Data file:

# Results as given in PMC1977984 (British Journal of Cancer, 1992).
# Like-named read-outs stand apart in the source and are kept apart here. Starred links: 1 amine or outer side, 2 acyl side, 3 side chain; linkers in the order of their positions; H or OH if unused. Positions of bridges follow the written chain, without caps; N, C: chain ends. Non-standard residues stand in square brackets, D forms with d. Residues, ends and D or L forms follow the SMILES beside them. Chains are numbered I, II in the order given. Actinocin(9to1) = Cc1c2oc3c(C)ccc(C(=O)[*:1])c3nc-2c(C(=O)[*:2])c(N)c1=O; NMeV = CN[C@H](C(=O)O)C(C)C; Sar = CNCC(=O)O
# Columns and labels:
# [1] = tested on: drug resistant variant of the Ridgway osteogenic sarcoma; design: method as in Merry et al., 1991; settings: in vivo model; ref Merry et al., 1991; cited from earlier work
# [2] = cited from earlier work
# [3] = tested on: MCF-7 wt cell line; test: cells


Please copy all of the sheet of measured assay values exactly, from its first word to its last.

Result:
# Results as given in PMC1977984 (British Journal of Cancer, 1992).
# Like-named read-outs stand apart in the source and are kept apart here. Starred links: 1 amine or outer side, 2 acyl side, 3 side chain; linkers in the order of their positions; H or OH if unused. Positions of bridges follow the written chain, without caps; N, C: chain ends. Non-standard residues stand in square brackets, D forms with d. Residues, ends and D or L forms follow the SMILES beside them. Chains are numbered I, II in the order given. Actinocin(9to1) = Cc1c2oc3c(C)ccc(C(=O)[*:1])c3nc-2c(C(=O)[*:2])c(N)c1=O; NMeV = CN[C@H](C(=O)O)C(C)C; Sar = CNCC(=O)O
# Columns and labels:
# [1] = tested on: drug resistant variant of the Ridgway osteogenic sarcoma; design: method as in Merry et al., 1991; settings: in vivo model; ref Merry et al., 1991; cited from earlier work
# [2] = cited from earlier work
# [3] = tested on: MCF-7 wt cell line; test: cells